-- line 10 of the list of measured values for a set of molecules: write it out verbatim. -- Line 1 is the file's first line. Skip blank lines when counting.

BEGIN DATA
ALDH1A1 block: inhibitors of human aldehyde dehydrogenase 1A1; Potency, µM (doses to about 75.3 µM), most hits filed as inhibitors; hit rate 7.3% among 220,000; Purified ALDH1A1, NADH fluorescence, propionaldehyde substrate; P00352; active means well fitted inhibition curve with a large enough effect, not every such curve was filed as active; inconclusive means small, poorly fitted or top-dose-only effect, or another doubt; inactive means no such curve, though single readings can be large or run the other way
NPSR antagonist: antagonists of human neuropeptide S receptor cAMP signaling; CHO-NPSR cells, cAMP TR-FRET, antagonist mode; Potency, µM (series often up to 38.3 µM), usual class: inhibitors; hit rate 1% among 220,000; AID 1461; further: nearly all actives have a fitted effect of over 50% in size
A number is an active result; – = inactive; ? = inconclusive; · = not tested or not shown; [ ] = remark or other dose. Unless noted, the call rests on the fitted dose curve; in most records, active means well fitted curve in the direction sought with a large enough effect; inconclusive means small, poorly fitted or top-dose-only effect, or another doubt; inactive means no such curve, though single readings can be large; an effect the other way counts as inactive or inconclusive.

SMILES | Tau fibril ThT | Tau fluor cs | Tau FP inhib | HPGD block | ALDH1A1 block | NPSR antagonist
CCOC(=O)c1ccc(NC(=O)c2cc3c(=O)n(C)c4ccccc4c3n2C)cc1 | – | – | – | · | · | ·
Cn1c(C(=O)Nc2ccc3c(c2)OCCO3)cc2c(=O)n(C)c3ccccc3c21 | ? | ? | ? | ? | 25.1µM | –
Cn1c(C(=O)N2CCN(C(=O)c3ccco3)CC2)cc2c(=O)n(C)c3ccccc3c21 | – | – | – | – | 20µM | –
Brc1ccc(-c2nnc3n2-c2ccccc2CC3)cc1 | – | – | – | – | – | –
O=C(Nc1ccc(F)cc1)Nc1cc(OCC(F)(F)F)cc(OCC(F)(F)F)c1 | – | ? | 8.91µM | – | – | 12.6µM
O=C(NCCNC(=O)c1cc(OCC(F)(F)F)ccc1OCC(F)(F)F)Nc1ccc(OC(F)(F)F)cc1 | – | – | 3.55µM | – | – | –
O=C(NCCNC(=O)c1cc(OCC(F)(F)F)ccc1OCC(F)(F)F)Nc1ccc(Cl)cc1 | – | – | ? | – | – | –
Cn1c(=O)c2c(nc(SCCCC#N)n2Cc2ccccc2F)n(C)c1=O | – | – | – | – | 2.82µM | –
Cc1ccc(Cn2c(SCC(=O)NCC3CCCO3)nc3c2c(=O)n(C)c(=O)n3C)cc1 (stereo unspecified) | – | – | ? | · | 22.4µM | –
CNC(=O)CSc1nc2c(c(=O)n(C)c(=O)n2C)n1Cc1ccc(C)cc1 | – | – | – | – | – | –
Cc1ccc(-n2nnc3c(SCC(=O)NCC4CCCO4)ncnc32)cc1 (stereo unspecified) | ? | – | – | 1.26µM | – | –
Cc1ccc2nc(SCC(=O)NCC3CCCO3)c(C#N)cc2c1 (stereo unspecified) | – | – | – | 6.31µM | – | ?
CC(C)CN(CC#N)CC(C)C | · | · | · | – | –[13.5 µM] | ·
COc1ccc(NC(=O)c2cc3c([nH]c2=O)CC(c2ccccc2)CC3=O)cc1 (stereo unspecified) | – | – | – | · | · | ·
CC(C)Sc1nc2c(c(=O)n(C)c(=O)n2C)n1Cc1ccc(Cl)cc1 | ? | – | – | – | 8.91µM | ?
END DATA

O=C(NCCNC(=O)c1cc(OCC(F)(F)F)ccc1OCC(F)(F)F)Nc1ccc(OC(F)(F)F)cc1 | – | – | 3.55µM | – | – | –